• Thursday, April 18, 2024
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Enibukun Adebayo: Entrepreneur changing Nigeria’s laundry narrative

Nigeria’s laundry care industry to hit $8.94m in 2033

Enibukun Adebayo is the founder of Clean Ace, a dry cleaning business that operates in major cities across the country. He is also the founder of Clean Ace Academy, a training institute for upcoming drycleaners and launders.
Enibukun has many years of experience in the laundry business and was inspired to establish a dry cleaning academy to change the narrative in the country’s laundry business.
According to him, a lot of dry cleaners are not proud of their profession because of societal perception. As a result, most youth are not willing to take it up as a profession despite the huge potential in the business.
“I have always had in mind that I will train as many young people that are interested in dry cleaning business as possible, by making them proud of their profession. I want to make each of them proud to say ‘I am a dry cleaner and a washerman’ and would not see anybody brushing them aside,” he said.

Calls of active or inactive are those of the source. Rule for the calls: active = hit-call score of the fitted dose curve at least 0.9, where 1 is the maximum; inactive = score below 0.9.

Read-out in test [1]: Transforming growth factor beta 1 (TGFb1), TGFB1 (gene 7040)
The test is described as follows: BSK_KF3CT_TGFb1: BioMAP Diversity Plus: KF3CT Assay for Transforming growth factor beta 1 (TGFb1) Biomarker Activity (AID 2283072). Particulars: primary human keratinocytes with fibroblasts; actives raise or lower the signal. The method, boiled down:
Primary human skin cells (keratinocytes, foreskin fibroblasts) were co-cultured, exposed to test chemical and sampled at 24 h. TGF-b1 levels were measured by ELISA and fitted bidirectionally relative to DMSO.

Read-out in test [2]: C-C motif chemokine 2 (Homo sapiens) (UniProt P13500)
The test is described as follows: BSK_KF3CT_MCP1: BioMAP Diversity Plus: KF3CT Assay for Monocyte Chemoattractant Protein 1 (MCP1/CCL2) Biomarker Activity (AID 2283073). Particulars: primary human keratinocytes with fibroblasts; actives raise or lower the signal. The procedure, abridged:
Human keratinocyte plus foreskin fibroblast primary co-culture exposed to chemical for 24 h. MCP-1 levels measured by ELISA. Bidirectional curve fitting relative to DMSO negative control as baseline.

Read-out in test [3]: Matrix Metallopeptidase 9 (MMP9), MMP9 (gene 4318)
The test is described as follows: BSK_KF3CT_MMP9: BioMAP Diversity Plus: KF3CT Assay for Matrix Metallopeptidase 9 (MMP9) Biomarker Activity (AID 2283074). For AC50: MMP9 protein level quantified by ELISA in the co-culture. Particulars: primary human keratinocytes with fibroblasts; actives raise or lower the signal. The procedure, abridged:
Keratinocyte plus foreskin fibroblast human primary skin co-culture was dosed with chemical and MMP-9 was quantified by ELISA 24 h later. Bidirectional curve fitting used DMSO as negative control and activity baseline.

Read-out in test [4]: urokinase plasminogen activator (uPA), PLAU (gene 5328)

READ ALSO: How Kingsley’s laundry business grew five-fold in one year

The washerman was also inspired to set up the academy to address the major challenge confronting the industry in the country, which is lack of a structural base that will enable it to thrive.
“The biggest challenge facing the industry is the lack of structure and association to promote an agenda. The academy focuses on providing a platform that can bring all the players together- from the vendors that provides the chemicals we use in dry cleaning to the washers themselves- to create that structure where activities in the industry will be regulated and checked. It is a step by step process,” Enibukun said.
“For businesses to thrive, there needs to be some measure of conglomerate energy and resources put together to be able to advocate, regulate, innovate and compete in a favourable positive manner though re-creative energy,” the dry cleaner stated.